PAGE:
Thousands of exhausted Iraqi civilians fleeing the conflict in north-west Iraq are stranded at checkpoints separating the autonomous Kurdish provinces controlled by the Kurdistan Regional Government (KRG) and the rest of Iraq, said Amnesty International today.
Almost all the families interviewed by Amnesty International’s research team in Iraq today and last night are Shi’a Turkmen who fled Tal ‘Afar when fighters from the Islamic State in Iraq and al-Sham (ISIS) captured the city two weeks ago. They have since been sheltering in the Sinjar area, further west towards the Iraq-Syria border, but do not feel safe there as ISIS recently took control of parts of the border area.
“Thousands of frightened civilians have left their homes and their lives behind only to find themselves stranded on the streets. The Kurdish regional authorities have an obligation to allow Iraqi civilians seeking to flee the fighting to enter or transit through KRG areas,” said Donatella Rovera, Amnesty International’s Senior Crisis Response Adviser.
One man, a father of eight who had just driven nearly seven hours from Sinjar, taking a long detour to avoid Mosul and his home town of Tal ‘Afar which are now under ISIS control told Amnesty International: “We do not want to stay in Kurdistan; we just want to pass through to get to the road southbound to Baghdad and on to Najaf in the south”.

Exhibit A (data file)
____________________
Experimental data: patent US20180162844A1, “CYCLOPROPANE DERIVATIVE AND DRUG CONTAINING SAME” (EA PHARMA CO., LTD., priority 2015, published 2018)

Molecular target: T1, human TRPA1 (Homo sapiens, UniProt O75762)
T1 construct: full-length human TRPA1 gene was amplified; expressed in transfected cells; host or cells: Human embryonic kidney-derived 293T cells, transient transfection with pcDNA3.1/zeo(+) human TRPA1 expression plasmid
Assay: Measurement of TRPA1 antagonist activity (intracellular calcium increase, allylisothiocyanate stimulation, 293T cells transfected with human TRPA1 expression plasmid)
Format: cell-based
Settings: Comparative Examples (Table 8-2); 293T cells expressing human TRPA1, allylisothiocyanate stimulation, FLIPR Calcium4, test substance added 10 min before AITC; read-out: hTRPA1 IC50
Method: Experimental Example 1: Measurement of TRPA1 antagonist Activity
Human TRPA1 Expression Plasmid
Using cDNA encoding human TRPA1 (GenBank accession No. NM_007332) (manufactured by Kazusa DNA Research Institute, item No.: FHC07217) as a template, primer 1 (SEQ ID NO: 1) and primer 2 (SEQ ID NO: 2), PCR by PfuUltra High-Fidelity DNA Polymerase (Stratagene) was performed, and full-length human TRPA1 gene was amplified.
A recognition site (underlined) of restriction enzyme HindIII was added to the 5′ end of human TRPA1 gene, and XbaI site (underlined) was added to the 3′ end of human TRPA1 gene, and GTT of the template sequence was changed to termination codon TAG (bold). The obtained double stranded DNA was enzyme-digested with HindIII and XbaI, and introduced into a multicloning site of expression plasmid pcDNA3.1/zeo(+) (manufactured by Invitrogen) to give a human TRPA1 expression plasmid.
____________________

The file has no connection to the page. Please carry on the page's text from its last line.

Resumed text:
Sunni Muslims who have also been fleeing areas under ISIS control (Mosul, Tal ‘Afar and surrounding areas) in large numbers for fear of government airstrikes have similarly been facing increasing difficulties to enter KRG areas; many have simply given up trying and returned home where they live in fear.
An estimated 1 million people have been displaced in Iraq since January 2014. According to the International Organization of Migration (IOM) there were 10,000 internally displaced people within the Sinjar district as of 25 June.